Unit 3: Tibetan & Unani Medicine

Part A: Tibetan Medicine

In this section we will study the basic principles of Tibetan medicine and relate these to our current understanding of Chinese and Ayurvedic medicine.

Just as Ayurvedic medicine is influenced by Hinduism and Chinese medicine is influenced by Taoism, so Tibetan medicine is influenced by Buddhism. The gentle Buddhist approach to life shines through in this amazingly powerful branch of ancient medicine.

Tibetan medicine is a blend of Ayurvedic, Chinese and Greek medicine which you will clearly see as you work your way through this section. Tibetan medicine is based on the Gyud-Shi which translates as ‘The Four Tantras’ (Tantra = text). The Gyud-Shi contains the medical teachings that Buddha gave in Varanasi, India when he was 71 years old (c 870 BC). In the 8th century the Gyud-Shi was translated into Tibetan.

The Gyud-Shi still remains the fundamental medical text for Tibetan medicine. It consists of 156 chapters divided as follows:

Root tantra: 6 chapters containing 9 sections

Explanatory tantra: 31 chapters grouped into 11 sections

Oral transmission tantra: 92 chapters grouped into 15 sections

Last tantra: 27 chapters grouped into 4 sections

The last two chapters of the last Tantra conclude the whole of the four Tantras. The uniqueness of this work is that the whole concept of medicine is shown in the form of a tree having three roots, nine trunks, forty seven branches, 224 leaves, two flowers and three fruits. An image of a medicine tree is shown at the beginning of this section. We will look at this concept in more detail when we study how Tibetan medicine views disease.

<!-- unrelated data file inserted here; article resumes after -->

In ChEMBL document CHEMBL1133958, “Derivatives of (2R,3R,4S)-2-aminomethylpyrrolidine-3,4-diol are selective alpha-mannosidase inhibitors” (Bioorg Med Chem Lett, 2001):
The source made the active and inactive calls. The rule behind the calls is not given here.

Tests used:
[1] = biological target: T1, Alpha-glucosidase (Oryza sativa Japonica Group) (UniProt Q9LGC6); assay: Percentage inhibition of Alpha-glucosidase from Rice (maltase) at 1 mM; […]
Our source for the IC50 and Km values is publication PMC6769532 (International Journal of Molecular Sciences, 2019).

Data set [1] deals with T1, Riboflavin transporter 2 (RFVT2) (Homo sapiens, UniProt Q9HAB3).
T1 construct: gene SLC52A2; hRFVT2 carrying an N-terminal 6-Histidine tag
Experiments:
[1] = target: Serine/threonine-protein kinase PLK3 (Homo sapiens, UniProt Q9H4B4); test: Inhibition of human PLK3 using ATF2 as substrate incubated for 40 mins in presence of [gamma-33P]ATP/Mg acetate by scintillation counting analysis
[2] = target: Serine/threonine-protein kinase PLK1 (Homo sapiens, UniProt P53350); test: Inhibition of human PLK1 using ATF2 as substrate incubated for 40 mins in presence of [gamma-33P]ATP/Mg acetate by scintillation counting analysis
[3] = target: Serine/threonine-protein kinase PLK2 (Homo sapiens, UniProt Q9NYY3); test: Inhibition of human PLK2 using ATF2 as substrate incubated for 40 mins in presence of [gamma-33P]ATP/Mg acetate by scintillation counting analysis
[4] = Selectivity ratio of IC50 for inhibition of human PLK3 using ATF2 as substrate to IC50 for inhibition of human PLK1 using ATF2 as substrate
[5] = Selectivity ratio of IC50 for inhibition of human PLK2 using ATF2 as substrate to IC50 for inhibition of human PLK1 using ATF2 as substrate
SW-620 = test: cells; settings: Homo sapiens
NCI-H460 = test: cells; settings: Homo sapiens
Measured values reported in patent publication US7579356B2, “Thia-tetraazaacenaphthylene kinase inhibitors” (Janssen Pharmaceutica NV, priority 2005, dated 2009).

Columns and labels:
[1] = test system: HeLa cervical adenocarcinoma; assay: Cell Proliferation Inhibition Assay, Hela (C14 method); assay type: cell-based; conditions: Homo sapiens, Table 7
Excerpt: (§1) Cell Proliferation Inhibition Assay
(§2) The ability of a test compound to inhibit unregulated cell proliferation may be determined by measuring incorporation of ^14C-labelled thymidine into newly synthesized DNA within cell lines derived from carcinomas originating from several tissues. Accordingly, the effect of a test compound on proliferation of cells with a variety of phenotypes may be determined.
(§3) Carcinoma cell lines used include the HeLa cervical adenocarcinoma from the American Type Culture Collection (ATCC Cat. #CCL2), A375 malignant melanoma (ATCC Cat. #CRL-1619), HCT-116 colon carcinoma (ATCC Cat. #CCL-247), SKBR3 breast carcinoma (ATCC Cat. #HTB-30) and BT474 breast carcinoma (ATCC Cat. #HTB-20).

To be fully qualified the Tibetan physician needs to have studied these four medical tantras for a minimum of seven years. The first four years are spent memorising approximately forty specific chapters of the text. Furthermore, Tibetan physicians must have purity of mind, dexterity in different fields of knowledge, expertise in medical matters and scholarship in religious and spiritual affairs. These qualities allow the physician to possess purity of mind and an expansive knowledge of the human condition (mind, body and spirit) allowing him/her to be perfectly placed to provide healing to their patients. This purity of mind allows the physician to be endowed with the spirit of Lord Buddha which is free from all sins and defilements. The physician is then able to visualise the miseries of his patients and to be involved in beneficial activities for all living beings with love and compassion. To the Tibetan physician, pleasure and pain, friendship and enmity become equal. He fully accepts that all human beings are one. Because of this state of mind he practices the following four principles of the Tibetan medical profession:

Compassion for all human suffering

Friendship with patients and to treat them as if they were his own family

Happiness in attempting treatment of curable patients

Being able to detach with love from incurable patients


Part B: Unani Medicine  

We will now turn our attention towards Greek Medicine and Unani Tibb which has developed out of ancient Greek medicine (Unani=Greek; Tibb=medicine in Arabic). I am indebted to my dear colleague Shahid Bukhari, Unani Tibb practitioner and registered Naturopath for his immense help and input to this section of the module.

Unani medicine has its basis in the universal laws which were understood by the ancient Greek and Egyptians, as well as Arabs and non-Arabs of the middle ages. The earliest surviving manuscripts recording Greek medicine can be traced back to Hippocrates (ca 460BCE-370BCE) and Galen (ca 129CE-199/201CE), both of whom studied medicine in Egypt. Arabic translations did not become available until the seventh and eighth centuries.